US20140254509A1 - Methods and apparatus for multi-subframe scheduling - Google Patents

Methods and apparatus for multi-subframe scheduling Download PDF

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US20140254509A1
US20140254509A1 US14/163,874 US201414163874A US2014254509A1 US 20140254509 A1 US20140254509 A1 US 20140254509A1 US 201414163874 A US201414163874 A US 201414163874A US 2014254509 A1 US2014254509 A1 US 2014254509A1
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subframe
subframes
scheduling
scheduling information
determining
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US10123344B2 (en
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Wanshi Chen
Tao Luo
Peter Gaal
Aleksandar Damnjanovic
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Qualcomm Inc
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Qualcomm Inc
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    • HELECTRICITY
    • H04ELECTRIC COMMUNICATION TECHNIQUE
    • H04WWIRELESS COMMUNICATION NETWORKS
    • H04W72/00Local resource management, e.g. wireless traffic scheduling or selection or allocation of wireless resources
    • H04W72/12Dynamic Wireless traffic scheduling ; Dynamically scheduled allocation on shared channel
    • HELECTRICITY
    • H04ELECTRIC COMMUNICATION TECHNIQUE
    • H04LTRANSMISSION OF DIGITAL INFORMATION, e.g. TELEGRAPHIC COMMUNICATION
    • H04L5/00Arrangements affording multiple use of the transmission path
    • H04L5/003Arrangements for allocating sub-channels of the transmission path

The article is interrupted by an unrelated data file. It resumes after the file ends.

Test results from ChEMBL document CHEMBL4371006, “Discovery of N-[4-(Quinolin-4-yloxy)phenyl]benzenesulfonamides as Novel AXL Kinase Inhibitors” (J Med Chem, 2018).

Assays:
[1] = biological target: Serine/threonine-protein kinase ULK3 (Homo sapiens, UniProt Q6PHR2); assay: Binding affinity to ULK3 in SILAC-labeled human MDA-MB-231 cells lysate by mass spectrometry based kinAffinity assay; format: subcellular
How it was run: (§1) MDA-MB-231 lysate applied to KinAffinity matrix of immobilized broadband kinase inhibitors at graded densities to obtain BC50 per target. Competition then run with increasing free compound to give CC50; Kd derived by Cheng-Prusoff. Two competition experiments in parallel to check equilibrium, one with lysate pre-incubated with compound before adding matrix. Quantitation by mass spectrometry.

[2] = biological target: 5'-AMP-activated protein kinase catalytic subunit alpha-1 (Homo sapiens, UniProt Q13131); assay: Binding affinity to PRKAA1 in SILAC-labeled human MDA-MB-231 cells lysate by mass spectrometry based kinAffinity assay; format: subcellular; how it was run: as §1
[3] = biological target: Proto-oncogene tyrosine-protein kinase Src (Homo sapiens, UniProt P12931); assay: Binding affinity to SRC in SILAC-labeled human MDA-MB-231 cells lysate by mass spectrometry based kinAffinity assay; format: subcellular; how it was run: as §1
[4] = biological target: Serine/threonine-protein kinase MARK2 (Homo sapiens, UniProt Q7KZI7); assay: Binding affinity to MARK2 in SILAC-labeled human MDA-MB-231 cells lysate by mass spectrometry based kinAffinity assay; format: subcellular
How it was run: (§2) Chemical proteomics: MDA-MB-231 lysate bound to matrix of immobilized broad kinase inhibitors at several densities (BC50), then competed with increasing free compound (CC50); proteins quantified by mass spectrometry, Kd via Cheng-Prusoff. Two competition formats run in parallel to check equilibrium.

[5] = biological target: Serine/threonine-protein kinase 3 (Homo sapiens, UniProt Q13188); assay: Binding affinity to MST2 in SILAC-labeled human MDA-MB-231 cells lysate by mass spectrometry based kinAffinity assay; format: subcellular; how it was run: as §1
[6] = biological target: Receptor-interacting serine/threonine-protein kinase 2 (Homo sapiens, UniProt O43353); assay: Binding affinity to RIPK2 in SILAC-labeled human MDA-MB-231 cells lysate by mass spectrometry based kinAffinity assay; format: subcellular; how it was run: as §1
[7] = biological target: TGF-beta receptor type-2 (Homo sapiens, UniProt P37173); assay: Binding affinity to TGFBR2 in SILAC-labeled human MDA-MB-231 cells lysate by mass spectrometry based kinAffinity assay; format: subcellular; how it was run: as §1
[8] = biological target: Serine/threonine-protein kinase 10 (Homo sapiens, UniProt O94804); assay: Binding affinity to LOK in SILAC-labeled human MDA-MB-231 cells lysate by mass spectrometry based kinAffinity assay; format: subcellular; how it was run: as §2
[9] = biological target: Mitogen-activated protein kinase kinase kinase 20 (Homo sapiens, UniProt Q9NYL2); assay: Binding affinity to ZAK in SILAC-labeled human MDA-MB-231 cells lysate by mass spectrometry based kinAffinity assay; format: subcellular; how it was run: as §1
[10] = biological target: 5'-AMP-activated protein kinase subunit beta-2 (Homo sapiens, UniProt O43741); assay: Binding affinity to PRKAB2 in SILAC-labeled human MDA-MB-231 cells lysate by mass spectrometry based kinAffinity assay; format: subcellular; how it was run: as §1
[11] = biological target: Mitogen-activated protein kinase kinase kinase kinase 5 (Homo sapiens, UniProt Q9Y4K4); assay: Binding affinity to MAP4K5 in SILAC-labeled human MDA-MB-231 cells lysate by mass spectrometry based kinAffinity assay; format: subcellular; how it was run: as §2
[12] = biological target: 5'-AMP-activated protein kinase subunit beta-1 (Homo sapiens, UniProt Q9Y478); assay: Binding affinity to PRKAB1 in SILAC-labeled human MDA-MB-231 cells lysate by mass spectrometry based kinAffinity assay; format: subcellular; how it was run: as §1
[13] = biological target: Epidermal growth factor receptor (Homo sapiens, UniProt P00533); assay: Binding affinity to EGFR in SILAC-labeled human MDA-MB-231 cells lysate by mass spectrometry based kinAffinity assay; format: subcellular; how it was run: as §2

• H04L5/0058Allocation criteria
    • HELECTRICITY
    • H04ELECTRIC COMMUNICATION TECHNIQUE
    • H04WWIRELESS COMMUNICATION NETWORKS
    • H04W72/00Local resource management, e.g. wireless traffic scheduling or selection or allocation of wireless resources
    • H04W72/12Dynamic Wireless traffic scheduling ; Dynamically scheduled allocation on shared channel
    • H04W72/1205Schedule definition, set-up or creation
    • HELECTRICITY
    • H04ELECTRIC COMMUNICATION TECHNIQUE
    • H04LTRANSMISSION OF DIGITAL INFORMATION, e.g. TELEGRAPHIC COMMUNICATION
    • H04L1/00Arrangements for detecting or preventing errors in the information received
    • H04L1/0001Systems modifying transmission characteristics according to link quality, e.g. power backoff
    • H04L1/0002Systems modifying transmission characteristics according to link quality, e.g. power backoff by adapting the transmission rate